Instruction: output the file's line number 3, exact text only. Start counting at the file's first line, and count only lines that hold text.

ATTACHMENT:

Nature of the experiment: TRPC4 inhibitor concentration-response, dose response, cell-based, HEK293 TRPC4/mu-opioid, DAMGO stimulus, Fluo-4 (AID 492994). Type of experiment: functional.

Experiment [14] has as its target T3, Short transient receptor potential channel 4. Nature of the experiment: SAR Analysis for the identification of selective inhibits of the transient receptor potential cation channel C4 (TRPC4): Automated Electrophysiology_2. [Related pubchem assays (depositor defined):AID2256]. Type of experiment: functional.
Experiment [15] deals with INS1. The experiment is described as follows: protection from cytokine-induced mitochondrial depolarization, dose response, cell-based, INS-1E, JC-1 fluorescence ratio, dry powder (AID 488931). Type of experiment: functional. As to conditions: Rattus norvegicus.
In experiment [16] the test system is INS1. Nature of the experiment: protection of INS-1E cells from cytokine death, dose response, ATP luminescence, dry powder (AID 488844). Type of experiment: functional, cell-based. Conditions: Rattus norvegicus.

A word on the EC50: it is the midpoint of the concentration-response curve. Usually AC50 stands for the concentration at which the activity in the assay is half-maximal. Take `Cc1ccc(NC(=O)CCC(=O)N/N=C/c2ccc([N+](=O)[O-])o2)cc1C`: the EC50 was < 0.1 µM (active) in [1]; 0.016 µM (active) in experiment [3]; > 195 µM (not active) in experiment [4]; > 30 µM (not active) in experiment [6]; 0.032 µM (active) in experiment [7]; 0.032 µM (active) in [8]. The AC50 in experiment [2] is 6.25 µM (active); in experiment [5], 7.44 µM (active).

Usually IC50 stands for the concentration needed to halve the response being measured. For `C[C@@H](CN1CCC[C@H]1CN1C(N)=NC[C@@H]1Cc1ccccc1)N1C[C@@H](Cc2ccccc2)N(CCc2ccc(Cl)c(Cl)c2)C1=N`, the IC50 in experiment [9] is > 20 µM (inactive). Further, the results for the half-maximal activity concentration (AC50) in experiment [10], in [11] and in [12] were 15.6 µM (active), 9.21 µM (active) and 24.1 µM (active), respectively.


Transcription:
Experiment [15] deals with INS1. The experiment is described as follows: protection from cytokine-induced mitochondrial depolarization, dose response, cell-based, INS-1E, JC-1 fluorescence ratio, dry powder (AID 488931). Type of experiment: functional. As to conditions: Rattus norvegicus.